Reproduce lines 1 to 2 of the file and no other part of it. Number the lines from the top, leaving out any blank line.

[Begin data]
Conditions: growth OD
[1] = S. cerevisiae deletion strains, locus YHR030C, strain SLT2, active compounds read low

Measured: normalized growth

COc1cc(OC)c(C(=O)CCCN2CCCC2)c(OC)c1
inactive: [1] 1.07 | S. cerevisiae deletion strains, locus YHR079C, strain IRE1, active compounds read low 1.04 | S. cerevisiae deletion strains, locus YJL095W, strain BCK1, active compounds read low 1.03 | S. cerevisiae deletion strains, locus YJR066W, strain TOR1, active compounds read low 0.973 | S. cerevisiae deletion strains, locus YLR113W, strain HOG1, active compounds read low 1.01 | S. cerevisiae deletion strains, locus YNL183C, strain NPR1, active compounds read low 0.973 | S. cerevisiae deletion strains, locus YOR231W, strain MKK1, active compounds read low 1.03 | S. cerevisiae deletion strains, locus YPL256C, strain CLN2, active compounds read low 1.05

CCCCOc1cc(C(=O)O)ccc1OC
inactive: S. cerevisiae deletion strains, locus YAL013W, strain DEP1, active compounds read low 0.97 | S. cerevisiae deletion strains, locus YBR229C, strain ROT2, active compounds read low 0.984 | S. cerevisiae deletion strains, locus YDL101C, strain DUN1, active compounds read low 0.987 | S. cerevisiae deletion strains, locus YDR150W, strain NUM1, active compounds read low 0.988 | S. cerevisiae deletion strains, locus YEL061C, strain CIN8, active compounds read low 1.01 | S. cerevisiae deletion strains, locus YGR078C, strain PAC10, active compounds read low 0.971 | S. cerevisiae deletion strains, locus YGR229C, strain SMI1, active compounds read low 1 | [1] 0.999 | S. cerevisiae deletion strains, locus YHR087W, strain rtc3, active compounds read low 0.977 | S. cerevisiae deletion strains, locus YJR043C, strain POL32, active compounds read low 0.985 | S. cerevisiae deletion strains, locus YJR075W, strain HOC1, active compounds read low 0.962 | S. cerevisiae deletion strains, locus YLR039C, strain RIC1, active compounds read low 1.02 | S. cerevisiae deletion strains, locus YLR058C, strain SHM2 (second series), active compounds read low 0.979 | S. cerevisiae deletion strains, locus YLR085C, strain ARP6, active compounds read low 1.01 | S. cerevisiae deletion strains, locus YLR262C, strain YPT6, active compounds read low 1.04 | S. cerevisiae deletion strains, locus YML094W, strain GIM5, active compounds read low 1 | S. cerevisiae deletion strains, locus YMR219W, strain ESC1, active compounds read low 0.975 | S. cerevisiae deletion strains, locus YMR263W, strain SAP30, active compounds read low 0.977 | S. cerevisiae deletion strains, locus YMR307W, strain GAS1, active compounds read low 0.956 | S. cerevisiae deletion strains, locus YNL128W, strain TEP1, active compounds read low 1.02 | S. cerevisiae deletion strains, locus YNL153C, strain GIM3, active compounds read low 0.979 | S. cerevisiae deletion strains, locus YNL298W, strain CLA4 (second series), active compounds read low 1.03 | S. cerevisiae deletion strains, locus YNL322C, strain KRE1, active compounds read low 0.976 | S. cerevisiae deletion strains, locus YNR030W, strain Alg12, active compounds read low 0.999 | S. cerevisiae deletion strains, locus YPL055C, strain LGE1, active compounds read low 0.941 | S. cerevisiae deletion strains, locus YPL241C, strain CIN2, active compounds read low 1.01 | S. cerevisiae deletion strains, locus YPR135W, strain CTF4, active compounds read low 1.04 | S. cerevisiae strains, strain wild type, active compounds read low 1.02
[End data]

Conditions: growth OD
[1] = S. cerevisiae deletion strains, locus YHR030C, strain SLT2, active compounds read low